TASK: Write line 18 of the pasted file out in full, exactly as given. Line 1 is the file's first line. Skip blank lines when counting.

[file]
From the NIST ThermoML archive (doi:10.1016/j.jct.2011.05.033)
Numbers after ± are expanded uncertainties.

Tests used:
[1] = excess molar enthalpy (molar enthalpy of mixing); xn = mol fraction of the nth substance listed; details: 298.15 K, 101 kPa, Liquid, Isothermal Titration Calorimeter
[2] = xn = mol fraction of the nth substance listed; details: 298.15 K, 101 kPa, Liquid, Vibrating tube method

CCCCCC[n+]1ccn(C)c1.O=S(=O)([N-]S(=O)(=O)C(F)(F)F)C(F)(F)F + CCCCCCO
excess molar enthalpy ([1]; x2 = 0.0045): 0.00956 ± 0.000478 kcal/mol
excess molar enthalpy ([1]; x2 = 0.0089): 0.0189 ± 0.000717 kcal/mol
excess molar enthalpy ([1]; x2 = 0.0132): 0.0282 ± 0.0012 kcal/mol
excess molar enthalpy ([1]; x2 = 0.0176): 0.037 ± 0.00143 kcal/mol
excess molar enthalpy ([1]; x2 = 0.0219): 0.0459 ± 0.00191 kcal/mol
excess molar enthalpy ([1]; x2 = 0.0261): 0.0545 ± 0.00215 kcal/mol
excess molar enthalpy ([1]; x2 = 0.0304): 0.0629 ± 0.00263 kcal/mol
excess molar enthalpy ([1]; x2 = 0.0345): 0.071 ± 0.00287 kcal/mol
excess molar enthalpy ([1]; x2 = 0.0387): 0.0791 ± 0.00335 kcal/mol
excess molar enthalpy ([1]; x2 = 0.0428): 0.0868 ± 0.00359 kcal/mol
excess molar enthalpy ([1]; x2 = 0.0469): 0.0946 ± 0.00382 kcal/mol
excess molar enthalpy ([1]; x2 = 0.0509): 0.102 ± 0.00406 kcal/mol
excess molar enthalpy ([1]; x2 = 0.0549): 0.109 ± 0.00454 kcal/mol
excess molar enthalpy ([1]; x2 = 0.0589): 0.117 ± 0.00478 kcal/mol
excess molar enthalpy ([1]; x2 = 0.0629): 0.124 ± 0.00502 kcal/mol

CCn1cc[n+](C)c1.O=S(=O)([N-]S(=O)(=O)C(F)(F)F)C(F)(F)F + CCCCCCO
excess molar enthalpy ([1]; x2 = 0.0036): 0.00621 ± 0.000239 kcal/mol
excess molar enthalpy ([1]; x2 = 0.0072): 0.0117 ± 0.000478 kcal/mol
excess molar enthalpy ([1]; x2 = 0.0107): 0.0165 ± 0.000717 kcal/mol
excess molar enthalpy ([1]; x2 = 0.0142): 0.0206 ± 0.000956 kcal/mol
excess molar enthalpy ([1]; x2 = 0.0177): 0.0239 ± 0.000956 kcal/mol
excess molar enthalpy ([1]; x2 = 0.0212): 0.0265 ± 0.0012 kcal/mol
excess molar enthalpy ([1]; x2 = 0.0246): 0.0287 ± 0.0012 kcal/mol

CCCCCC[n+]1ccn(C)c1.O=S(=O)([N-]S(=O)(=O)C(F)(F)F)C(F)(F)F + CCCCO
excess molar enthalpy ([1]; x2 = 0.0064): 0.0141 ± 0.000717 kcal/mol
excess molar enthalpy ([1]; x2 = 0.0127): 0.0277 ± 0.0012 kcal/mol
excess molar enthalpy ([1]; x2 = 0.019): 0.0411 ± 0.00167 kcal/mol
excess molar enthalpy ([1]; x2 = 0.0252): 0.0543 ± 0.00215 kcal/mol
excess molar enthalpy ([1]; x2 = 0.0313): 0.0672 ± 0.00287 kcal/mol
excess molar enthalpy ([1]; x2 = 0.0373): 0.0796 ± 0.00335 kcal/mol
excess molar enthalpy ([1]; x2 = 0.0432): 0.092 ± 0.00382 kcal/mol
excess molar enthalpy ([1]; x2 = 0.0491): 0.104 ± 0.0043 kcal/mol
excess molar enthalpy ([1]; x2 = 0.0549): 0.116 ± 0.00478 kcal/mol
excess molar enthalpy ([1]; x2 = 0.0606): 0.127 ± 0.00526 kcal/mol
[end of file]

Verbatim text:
excess molar enthalpy ([1]; x2 = 0.0509): 0.102 ± 0.00406 kcal/mol